Take the example of the model of Tom’s shoes. For every pair of shoes purchased, Tom’s would donate a pair. This model has noble intentions. But all it ends up doing is undercutting the local economy, by providing goods at much lower prices (or for free) compared to what the regional market offers. This severely hampers self-sustainability efforts. Without asking experts and discussing with the locals what efforts could help alleviate the poverty that inspires such business practices, these efforts fall into the category of well-meaning saviourism. While not intended as such, saviourism usually reveals itself in the infantilizing of people in need, by those who mean to “save” them. There is hubris in the assumption that only an outsider can solve the problems of a community, when more often what it needs are resources to help implement mitigating measures that the community itself has devised.

NGOs unfortunately do not fare any better. In 2013, The Guardian looked at the top 100 NGOs globally, to gain a deeper understanding of their diversity. While the largest area of activity was in the continent of Africa (32%), the ethnicity of the boards of these NGOs was 8% African, with the largest percentage going to Europeans (66%). With a high degree of board members being university educated, the majority of these university degrees (75%) were obtained in the Western World.

This is the issue on the macro level. Lack of diversity on strategy-developing teams, a tendency towards saviourism rather than ally-ship. An ally is someone who raises the voices of the people in need and gives traction to their policies, rather than taking over the conversation. On a micro level these problems are repeated all over again on social media and our daily lives.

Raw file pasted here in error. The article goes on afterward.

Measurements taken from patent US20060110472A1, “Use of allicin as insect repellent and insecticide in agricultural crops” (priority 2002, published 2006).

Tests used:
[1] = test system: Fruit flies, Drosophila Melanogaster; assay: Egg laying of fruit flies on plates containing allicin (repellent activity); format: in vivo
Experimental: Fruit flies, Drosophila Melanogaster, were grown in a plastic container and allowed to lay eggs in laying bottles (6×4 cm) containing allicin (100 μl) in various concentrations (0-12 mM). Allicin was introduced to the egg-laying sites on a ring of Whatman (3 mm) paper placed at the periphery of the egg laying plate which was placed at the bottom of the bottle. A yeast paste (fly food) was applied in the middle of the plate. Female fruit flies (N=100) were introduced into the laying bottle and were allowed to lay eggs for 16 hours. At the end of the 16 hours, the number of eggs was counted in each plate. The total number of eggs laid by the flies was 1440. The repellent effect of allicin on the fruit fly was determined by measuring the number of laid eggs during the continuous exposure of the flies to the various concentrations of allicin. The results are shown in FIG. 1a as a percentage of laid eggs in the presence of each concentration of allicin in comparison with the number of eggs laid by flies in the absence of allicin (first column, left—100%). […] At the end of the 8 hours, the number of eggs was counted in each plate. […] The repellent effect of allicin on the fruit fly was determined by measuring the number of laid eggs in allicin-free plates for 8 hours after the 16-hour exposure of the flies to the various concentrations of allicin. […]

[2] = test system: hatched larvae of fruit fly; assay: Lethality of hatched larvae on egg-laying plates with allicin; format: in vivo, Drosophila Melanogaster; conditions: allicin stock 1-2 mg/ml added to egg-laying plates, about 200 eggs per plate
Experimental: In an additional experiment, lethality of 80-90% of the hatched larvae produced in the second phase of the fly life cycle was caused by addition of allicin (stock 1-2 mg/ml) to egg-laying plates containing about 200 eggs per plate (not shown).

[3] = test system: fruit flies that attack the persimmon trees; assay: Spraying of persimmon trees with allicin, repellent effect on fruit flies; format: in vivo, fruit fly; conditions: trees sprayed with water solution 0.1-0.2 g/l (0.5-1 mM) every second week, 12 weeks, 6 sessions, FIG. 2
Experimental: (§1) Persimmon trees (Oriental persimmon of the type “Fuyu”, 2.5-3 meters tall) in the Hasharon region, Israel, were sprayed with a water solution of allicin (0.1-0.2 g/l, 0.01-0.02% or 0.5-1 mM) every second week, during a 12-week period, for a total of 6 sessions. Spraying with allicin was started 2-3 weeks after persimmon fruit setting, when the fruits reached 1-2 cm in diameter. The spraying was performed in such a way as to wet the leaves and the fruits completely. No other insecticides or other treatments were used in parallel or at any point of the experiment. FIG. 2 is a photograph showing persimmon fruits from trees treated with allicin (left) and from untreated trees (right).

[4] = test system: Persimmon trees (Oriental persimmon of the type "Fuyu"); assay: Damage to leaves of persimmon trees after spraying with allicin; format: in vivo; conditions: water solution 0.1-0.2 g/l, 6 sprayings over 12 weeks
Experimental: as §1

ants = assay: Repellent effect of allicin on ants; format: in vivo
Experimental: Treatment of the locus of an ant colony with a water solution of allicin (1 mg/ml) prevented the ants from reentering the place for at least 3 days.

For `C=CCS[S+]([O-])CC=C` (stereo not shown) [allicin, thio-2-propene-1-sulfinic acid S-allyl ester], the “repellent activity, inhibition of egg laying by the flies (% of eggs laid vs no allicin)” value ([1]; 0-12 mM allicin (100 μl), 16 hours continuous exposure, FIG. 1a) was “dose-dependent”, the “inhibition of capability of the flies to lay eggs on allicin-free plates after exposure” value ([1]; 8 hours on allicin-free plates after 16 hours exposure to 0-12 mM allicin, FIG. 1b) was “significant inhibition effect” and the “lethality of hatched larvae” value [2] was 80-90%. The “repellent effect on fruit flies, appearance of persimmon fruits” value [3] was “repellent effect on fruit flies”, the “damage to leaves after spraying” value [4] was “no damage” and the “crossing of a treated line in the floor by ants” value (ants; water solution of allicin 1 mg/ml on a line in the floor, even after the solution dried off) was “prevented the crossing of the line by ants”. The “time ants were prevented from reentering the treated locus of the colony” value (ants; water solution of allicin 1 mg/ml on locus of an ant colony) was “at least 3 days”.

If this is all too theoretical, let me break it down in a concrete example. When Pakistan was organising its annual “Aurat March” (Women’s March) last year, I was almost giddy with excitement. The Aurat March is a yearly nation-wide rally aimed at increasing awareness of women’s rights and demanding justice and reforms from the powers that be. I donated, I posted on social media, I wrote in publications to promote the cause. And I am quite sure I was unable to convince any of the older women in my family to support the march because of their disdain at the “Mera Jism Meri Marzi” (“My body, My choice”) posters. Why did I engage in debate over this slogan when I know that none of the women I was talking to would be forced to give birth, or denied health care, or be asked to put up with abuse – in essence the women who were already living the all the rights these posters advocated for? What good does it do for me to sit in my (virtual) drawing room discussing the need for female Islamic scholars, interpretation and thought in modern Islamic jurisprudence, when our own housekeeper has a daughter who may not be aware of any of the rights she is entitled to? I am slowly beginning to wonder if all these arguments, all this posting, all this information spreading isn’t just very well-intentioned virtue signalling.
 

Aurat March 2020
Aurat March 2020 @ Wikimedia Commons

Let’s put all that aside for a moment. Let’s assume that posting about these topics leads to a general betterment of society and culture, leading to actual reforms in the long run. I would still need people to change their mind based on my arguments. According to a Pew research study, 14% of Americans changed their minds based on something they read online. Now 14% is by no means a small number. But America is a country where 90% of adults access the internet daily. We run again into one of the factors mentioned above, how socio-economics affect people’s exposure to certain language. I run again into the wall of accessibility to knowledge based on class. I am posting online for people who are already aware of these issues and are possibly posting the same things for me to read. Am I reaching the man in the small town who is deciding whether to send his daughter to school or the employee in an office to not assume the worst about her Black colleague? Mostly I am not, and even if by luck I am, only 14% of those could likely change their mind.